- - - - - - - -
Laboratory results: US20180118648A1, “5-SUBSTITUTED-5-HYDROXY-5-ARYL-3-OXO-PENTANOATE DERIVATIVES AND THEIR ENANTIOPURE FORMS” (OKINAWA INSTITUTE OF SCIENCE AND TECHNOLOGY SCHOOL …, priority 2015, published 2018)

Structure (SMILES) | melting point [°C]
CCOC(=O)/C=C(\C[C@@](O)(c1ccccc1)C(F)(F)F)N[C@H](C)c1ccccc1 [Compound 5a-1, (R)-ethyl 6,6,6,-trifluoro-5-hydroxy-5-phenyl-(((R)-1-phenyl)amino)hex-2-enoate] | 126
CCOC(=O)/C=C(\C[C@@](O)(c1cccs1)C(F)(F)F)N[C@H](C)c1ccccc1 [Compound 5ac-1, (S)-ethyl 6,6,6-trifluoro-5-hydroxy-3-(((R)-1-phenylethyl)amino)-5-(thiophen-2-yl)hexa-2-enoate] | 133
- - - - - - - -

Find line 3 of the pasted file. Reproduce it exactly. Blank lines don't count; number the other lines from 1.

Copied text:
CCOC(=O)/C=C(\C[C@@](O)(c1ccccc1)C(F)(F)F)N[C@H](C)c1ccccc1 [Compound 5a-1, (R)-ethyl 6,6,6,-trifluoro-5-hydroxy-5-phenyl-(((R)-1-phenyl)amino)hex-2-enoate] | 126